Biology (BIOL) 230
Human Physiology (Revision 11)
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BIOL 230 lab exemption.
Area of Study: Science
Prerequisite: No prerequisite courses. However, knowledge of human anatomy is strongly recommended.
Precluded Course: BIOL 235. (BIOL 230 may not be taken for credit if credit has already been obtained for BIOL 235; exceptions need Course Coordinator approval.)
Faculty: Faculty of Science & Technology
BIOL 230 is not available for challenge.
Biology 230: Human Physiology is a six credit, university level course that covers all major aspects of the physiology of the human body, including basic anatomy, fundamental organic chemistry, cellular structure and function, and the integration, organization, and control of the organism’s body systems. After completing this course, you will have acquired an understanding of physiology, physiological adaptations to special conditions, and some of the physiological factors in disease processes.
This is an introductory biology course. There are no pre-requisites to enroll in this course. However, we strongly recommend that students have very good knowledge of basic chemistry and biology (Chemistry 30 and Biology 30 or their equivalents provide a good background), and a solid knowledge of human anatomy.
This course will be accepted as a “science lab” course toward a degree at AU because it includes extended laboratory activities. If you are completing your program with an institution other than AU, find out if your home university/program will accept this course as a ”science lab” course.
- Chapter 1: An Introduction to Physiology
- Chapter 2: Chemical Composition of the Body
- Chapter 3: Cell
- Chapter 4: Metabolism
- Chapter 5: Transport Across the Plasma Membrane
- Chapter 6: Cell Signaling
- Chapter 7: The Nervous System and Neuronal Excitability
- Chapter 8: The Central Nervous System
- Chapter 9: Sensory Systems
- Chapter 10: Autonomic and Somatic Nervous Systems
- Chapter 11: Muscle
- Chapter 12: Control of Body Movement
- Chapter 13: The Endocrine System
- Chapter 14: The Cardiovascular System: The Heart
- Chapter 15: The Cardiovascular System: Blood Vessels and Hemodynamics
- Chapter 16: The Cardiovascular System: The Blood
- Chapter 17: The Immune System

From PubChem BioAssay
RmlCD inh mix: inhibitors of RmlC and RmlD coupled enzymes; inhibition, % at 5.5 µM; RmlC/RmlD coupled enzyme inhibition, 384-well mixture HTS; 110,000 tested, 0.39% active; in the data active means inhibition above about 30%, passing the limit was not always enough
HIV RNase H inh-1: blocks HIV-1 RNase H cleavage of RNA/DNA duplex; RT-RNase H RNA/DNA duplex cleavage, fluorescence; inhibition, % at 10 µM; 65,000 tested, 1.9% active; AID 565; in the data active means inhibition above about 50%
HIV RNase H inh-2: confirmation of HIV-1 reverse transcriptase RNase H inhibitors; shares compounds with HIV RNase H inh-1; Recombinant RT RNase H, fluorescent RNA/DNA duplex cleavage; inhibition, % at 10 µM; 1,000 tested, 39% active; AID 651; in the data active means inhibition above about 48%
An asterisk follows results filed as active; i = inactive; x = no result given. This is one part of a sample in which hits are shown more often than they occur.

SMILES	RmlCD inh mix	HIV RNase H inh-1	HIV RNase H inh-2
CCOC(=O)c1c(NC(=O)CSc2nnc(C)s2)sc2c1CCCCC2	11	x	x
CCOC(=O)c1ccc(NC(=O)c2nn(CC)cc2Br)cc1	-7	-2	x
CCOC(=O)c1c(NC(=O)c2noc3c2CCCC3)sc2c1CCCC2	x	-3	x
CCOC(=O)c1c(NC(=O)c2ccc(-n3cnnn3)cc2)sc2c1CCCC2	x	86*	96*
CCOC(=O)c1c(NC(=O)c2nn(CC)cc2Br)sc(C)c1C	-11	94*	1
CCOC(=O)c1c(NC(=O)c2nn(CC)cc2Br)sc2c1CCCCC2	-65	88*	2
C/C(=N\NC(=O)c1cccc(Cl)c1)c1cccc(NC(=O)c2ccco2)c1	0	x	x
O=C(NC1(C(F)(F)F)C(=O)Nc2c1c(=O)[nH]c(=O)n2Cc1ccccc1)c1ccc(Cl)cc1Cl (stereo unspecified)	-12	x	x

- Chapter 18: The Respiratory System
- Chapter 19: The Urinary System
- Chapter 20: Fluid, Electrolyte, and Acid–Base Homeostasis
- Chapter 21: The Digestive System
- Chapter 22: Metabolic Adaptations, Energy Balance, and Temperature Regulation
- Chapter 23: The Reproductive Systems
Once you have completed this course successfully, you should be able to
- Develop a vocabulary of terminology to communicate information effectively for topics related to human physiology.
- Recognize and explain the principle of homeostasis and how feedback systems control the physiological processes in the human body.
- Understand and explain the physiological connections within and between the systems of the human body.
- Recognize the systems’ functions, and recognize and explain the principle of homeostasis applied to all eleven systems of the human body.
- Use anatomical knowledge to predict physiological responses and use knowledge of physiology to predict the variations of anatomical structures.
- Synthesize ideas and understand how changes to anatomy and physiology could result in situations of homeostatic imbalance.
- Demonstrate laboratory procedures used to evaluate physiological functions of each organ system and interpret graphs of anatomical and physiological data.
The passing grade for this course is D (50 percent). To receive credit for BIOL 230, you must also achieve a minimum grade of 50 percent on each quiz, each exam, and the lab assignment. You do not need to achieve 50 percent on the other three assignments, but you do need to submit them all in order to receive credit. The weighting of the composite grade is as follows:
|Midterm Examination 1||18%|
|Midterm Examination 2||18%|
To learn more about examinations and grades, including information on supplemental exams, deadlines, and letter grading, see the Athabasca University's undergraduate Calendar.
Registration in this course includes a digital textbook (eText). For more information, see the eText Initiative site.
Derrickson, B. (2017). Human physiology. Hoboken, NJ: John Wiley & Sons.
A customized version of the textbook is also available as a PDF file on the course home page.
A print version of the eText can be purchased from the publisher through a direct-to-student link provided in the course website. You can also acquire the textbook on your own if you wish.
A variety of learning resources will be available online in WileyPLUS.
Athabasca University reserves the right to amend course outlines occasionally and without notice. Courses offered by other delivery methods may vary from their individualized-study counterparts.
Opened in Revision 11, July 9, 2019.
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